Why are there PAP Grassroots Advisers in WP wards, & what's the alternative?

MS Explains: Grassroots advisers are appointed by the PA to represent of the government. Why are unelected PAP candidates the top choices in opposition wards?

Nigel Chua | July 26, 2020, 01:49 PM

Shamsul Kamar, part of the People's Action Party (PAP) team who contested Aljunied GRC unsuccessfully in 2015 and 2020, said recently that he would "give space to the Workers' Party (WP)".

Shamsul said that he would be reducing his involvement in "the ground work and day to day running of things", referring later in his post to "ground work we have done for the last 5 years especially for the elderly and low income families".

What, however, was the previous place Shamsul occupied, that requires him to now "give space"?

Shamsul is the Grassroots Adviser (GRA) for the ward of Kaki Bukit, which falls within Aljunied GRC.

Much has been said of his appointment to the GRA role, and the similar appointment of other unsuccessful PAP candidates as GRAs in the constituencies they contested.

"Divisive approach" and "violation of fair play"?

The WP, who won the election in those constituencies (Aljunied GRC and Hougang SMC), has said that GRAs in the wards under the WP are reflective of a "divisive approach to politics".

While it might be less of a controversial issue in PAP wards, it has certainly been a long-held grouse for opposition candidates.

Why do GRAs have such a prominent role in community? And is it unfair to have an electoral advantage, if any, as GRAs?

What makes unelected PAP candidates the top choices to represent of the government of the day?

In this article, we set out the background about GRAs (their roles, how they are appointed), potential problems with the current arrangements, as well as possible alternatives.

What is the role of a GRA?

GRAs help with communicating government policies to the people, as well as gathering feedback from the people to reflect it to the government.

Communicate and implement government policies and programmes

According to Minister Chan Chun Sing, Deputy Chairman of People's Association (PA), on behalf of MCCY, one aspect of GRA's roles within the PA was said to be to:

"...guide its grassroots organisations (GROs) in communicating and implementing the policies and programmes of the Government of the day."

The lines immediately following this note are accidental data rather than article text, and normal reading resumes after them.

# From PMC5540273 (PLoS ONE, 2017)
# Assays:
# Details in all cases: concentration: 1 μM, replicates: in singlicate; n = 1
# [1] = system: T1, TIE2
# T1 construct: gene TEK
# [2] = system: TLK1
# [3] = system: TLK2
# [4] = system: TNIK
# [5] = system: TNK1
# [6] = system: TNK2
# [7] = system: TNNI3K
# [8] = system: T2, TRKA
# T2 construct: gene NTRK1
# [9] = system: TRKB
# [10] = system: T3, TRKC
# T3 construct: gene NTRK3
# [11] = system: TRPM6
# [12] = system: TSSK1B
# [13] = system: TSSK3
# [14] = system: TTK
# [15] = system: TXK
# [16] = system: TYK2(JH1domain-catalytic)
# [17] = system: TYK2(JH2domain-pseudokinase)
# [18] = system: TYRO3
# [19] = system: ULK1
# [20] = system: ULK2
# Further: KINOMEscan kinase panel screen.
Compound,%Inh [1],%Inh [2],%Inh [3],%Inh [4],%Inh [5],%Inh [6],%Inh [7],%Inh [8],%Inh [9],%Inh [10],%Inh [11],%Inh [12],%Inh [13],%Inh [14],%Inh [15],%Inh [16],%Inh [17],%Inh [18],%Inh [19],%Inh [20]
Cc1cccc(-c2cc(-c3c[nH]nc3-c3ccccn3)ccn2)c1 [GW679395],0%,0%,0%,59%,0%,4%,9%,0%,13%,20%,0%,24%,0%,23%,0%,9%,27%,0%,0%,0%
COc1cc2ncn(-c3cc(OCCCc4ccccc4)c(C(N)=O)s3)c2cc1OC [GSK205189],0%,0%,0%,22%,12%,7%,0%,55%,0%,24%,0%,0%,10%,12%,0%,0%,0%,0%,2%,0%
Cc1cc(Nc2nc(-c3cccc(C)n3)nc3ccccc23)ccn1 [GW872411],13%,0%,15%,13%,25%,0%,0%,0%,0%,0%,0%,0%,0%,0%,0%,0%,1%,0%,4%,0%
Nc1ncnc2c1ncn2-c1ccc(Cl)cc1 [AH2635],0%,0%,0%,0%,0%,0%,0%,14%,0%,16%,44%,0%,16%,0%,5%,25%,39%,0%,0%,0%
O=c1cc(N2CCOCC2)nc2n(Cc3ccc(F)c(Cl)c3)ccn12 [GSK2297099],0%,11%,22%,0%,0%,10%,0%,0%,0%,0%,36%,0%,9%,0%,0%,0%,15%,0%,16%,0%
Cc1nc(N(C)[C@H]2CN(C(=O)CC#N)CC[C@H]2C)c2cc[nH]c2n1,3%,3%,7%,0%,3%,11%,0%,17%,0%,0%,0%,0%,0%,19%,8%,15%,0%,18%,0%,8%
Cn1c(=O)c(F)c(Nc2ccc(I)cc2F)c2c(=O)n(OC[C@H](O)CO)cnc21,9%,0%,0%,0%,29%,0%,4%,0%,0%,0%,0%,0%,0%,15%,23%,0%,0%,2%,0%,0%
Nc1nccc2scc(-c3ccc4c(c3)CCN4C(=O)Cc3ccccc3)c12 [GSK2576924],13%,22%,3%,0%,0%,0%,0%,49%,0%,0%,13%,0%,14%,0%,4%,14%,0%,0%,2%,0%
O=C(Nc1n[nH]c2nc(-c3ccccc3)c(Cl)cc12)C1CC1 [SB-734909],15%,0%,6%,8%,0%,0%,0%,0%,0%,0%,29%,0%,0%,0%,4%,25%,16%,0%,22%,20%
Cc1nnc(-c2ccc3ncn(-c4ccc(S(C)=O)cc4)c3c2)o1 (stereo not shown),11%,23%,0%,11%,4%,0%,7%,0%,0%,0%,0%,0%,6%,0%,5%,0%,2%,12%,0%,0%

Communicate residents' grouses

PA's 2014/2015 annual report states:

"GRLs and Advisers stay connected with the community and can reflect residents’ feedback and aspirations to the Government on community and national issues, including through public consultations and dialogue sessions, as well as forum letters."

In short, GRAs help the PA fulfil its role of helping the government "keep in constant touch with the people".

"Govt. will establish a People's Assn. - Lee", The Straits Times, Apr. 26, 1960. Image via PA's 2014/2015 annual report.

How are GRAs appointed?

It appears that GRAs do not come under the PA's organisational structure, as there are no entries for GRAs in the government directory under the PA.

Nonetheless, it has been clarified in Parliament that GRAs are appointed by the PA. It can also be observed that GRAs typically comprise:

  • PAP MPs, in the PAP wards where they were elected
  • Unelected PAP candidates, in opposition wards where they contested

While this is not a documented practice on the part of the PA, it has been brought to prominence by recent events, such as a statement to Yahoo News Singapore by WP candidates in Marine Parade GRC.

The WP candidates said that Marine Parade voters would enjoy the support of "two sets of people", if they voted for the WP, since the losing candidates would be appointed as GRAs in the constituency.

GRA and MP roles: similar and complementary, but distinct

The role of a GRA is rather similar to the role of an elected MP in terms of connecting with the people.

The similarities extend to GRAs being recognised as constituents' representatives, with the police putting GRAs in the same category as elected MPs when it comes to considering appeals that they receive.

The key difference, however, is one of objectives.